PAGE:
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article imageOp-Ed: San Francisco's Catherine Merrill is 'A Passion for The Figure' Special

By Jonathan Farrell     Sep 7, 2016 in Lifestyle
San Francisco - Strolling along Irving Street between 7th and 8th Avenues, locals have noticed the establishment of the San Francisco Woman Artists Gallery.
This past summer, in June, one Sunset local in particular saw a visually striking vase at the window by ceramic artist Catherine Merrill. "It was like a Picasso," said James Casey. "I have never seen anything like it. This is something an art collector would want to buy to invest in," he added.
Casey contacted the Sunset Beacon Newspaper in his enthusiasm for the art piece and noted, "This new gallery is where the old 'five and dime' used to be. Has the paper done an article on this?" As it turned out, "Yes, the Sunset Beacon did a story on the gallery," said editor Paul Kozakiewicz. After many years in other places in the City, the gallery has now found a new home on Irving.
This of course is happy news for artists like Merrill who told this reporter while on assignment for the Sunset Beacon, "I decided to join the San Francisco Woman Artists Gallery because it relocated to the Sunset District."
Merrill was among the three artists who had showcased their work in the "Artist's Salon" at the gallery. She was encouraged to join the gallery some time ago. But as she explained, "I was hesitant then because where the gallery had been located on Sacramento Street, the space for me and my work was just too small." Yet, when she heard that the San Francisco Woman Artists Gallery was moving to a larger space she reconsidered.
Having a seemingly ordinary spot, like a storefront or an old warehouse, be transformed into a venue for art or into a performance space is not uncommon in San Francisco's changing urban landscape. With real estate values sky high and available space at a premium, any space under-utilized these days can easily find people willing to remake it into whatever is needed. So, what had been a long-standing five and dime retail, has become a very suitable venue for visionary artists such as Merrill.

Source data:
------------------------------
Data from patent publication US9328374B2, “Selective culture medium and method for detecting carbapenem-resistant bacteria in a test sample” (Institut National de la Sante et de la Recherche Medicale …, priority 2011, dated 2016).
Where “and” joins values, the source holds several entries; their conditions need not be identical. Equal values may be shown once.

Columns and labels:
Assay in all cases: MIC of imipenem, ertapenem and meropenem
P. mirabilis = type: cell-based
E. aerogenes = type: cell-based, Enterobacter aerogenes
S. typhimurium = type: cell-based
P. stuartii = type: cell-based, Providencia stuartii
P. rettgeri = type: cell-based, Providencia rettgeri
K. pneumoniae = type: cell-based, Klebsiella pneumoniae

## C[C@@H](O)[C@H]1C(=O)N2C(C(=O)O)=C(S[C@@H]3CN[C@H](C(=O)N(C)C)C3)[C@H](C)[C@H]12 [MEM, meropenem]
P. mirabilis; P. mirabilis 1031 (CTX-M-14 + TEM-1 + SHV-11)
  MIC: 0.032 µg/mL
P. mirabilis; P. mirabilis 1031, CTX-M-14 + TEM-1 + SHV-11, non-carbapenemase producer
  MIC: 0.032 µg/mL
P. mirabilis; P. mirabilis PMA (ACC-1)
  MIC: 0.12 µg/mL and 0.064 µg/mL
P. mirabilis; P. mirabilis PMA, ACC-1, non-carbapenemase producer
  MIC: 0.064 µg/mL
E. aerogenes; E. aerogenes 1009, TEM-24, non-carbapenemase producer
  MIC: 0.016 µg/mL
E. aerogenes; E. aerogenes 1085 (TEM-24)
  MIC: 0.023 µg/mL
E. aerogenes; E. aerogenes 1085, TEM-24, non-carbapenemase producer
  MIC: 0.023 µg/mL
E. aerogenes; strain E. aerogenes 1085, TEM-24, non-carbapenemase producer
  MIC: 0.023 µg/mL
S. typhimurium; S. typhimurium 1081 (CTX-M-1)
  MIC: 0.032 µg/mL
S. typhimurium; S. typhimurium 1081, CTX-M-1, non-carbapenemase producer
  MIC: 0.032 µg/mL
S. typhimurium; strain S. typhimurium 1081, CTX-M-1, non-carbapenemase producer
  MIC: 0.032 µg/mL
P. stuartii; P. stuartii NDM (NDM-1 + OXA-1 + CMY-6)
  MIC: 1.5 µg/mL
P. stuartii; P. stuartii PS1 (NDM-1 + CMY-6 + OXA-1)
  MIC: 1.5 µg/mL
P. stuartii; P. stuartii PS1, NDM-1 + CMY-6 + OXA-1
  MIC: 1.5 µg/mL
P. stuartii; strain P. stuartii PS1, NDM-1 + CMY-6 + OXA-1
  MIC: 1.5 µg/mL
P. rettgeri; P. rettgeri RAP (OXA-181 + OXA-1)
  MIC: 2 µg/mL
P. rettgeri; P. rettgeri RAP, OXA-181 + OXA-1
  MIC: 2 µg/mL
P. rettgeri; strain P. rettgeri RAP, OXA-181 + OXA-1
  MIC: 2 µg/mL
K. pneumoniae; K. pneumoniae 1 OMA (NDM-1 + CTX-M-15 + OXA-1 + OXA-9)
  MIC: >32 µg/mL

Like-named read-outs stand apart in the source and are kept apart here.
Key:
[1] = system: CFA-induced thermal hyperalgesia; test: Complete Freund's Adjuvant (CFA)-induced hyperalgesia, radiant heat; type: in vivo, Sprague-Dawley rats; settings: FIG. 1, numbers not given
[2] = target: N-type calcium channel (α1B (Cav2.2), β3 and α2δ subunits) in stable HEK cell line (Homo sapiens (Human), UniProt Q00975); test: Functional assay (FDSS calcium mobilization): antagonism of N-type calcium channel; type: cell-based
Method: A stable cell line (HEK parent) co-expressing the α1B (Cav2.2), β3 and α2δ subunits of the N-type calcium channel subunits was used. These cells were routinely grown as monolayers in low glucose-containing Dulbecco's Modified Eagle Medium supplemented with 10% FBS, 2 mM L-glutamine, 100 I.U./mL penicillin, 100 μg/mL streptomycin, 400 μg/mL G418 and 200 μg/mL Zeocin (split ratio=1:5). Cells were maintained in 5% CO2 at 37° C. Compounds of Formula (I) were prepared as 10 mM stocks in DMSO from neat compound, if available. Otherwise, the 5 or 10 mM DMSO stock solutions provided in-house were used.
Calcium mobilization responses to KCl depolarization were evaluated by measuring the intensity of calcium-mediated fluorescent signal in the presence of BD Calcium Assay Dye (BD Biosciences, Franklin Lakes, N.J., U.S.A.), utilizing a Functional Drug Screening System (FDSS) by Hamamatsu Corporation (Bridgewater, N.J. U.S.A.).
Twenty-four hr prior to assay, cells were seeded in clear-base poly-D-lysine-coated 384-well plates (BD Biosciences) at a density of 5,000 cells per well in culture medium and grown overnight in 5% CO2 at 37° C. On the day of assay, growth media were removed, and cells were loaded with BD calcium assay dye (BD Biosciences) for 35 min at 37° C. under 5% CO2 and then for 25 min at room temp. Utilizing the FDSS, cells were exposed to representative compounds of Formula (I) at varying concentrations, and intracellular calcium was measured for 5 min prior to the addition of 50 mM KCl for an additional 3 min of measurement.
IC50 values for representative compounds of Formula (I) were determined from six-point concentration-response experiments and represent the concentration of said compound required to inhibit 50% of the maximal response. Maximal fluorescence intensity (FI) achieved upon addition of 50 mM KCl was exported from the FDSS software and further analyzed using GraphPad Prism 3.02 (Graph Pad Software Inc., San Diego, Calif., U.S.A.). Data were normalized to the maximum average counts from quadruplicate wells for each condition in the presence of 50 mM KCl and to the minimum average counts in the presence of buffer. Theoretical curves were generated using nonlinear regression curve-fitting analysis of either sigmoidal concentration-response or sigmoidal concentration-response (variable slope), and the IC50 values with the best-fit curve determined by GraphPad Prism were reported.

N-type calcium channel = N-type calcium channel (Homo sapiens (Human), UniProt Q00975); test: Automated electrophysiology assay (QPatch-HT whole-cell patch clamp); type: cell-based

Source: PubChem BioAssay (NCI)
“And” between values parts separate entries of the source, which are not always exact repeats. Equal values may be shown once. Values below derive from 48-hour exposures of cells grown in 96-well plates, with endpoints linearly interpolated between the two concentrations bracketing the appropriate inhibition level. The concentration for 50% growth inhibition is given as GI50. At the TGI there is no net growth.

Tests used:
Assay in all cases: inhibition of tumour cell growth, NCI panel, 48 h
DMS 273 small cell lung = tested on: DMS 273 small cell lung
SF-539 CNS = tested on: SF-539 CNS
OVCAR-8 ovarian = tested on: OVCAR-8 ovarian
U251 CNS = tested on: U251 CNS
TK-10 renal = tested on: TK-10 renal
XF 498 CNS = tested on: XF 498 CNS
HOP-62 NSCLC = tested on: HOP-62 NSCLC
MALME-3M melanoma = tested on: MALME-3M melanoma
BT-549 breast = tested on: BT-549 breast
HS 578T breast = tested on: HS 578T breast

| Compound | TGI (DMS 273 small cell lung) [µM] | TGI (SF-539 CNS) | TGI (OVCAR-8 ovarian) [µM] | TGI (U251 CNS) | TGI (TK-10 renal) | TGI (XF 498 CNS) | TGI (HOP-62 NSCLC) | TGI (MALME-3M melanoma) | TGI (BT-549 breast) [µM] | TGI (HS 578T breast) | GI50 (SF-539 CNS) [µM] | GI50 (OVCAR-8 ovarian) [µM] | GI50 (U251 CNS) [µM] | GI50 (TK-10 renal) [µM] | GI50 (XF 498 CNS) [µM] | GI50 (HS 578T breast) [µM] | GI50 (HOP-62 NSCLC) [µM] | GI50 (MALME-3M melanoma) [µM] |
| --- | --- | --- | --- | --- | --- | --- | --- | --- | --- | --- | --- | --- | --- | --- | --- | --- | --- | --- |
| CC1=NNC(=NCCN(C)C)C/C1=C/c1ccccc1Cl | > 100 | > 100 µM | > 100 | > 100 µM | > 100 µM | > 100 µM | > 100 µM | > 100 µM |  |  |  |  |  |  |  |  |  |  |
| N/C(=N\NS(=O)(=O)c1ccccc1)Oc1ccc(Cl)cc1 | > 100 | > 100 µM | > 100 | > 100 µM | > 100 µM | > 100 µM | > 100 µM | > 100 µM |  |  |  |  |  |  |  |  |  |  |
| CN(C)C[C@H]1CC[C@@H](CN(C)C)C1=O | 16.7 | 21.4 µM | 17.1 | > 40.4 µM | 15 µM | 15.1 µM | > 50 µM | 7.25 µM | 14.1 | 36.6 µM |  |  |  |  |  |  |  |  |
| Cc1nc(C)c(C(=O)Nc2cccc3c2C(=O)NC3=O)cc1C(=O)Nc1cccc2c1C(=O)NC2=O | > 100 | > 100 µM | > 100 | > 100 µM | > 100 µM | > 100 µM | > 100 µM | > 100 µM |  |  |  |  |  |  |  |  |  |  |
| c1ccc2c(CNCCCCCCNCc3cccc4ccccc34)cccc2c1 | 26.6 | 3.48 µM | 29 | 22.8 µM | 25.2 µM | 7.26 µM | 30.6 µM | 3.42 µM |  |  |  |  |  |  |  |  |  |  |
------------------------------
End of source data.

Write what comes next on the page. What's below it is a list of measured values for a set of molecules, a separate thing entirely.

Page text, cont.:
Merrill's work is more than just functional pottery which she does sell on a regular basis. Merrill's specialty is large pieces, or as she described it, "Life-size scale type. I work with live models and have always been fascinated by the human form." Merrill's theater and modern dance training serves her well in ceramic compositions.
This is the vase that Sunset District resident James Casey saw in the gallery window that day this p...
This is the vase that Sunset District resident James Casey saw in the gallery window that day this past summer. Entitled "The Siege" by ceramic artist Catherine Merrill, Casey considers it worthy of an art collectors' attention. "It's like a Picasso," he said.
Courtesy of Catherine Merrill
In her work on 'The Siege' — the ceramic piece that Casey found so striking — Merrill had the model pose three times. And from those poses, she painted directly on to the vase. "I like making details and complex compositions on something like a vase because it's an infinite picture with no borders or frame. You can look at it from different angles and it is a varied perspective, almost like another picture."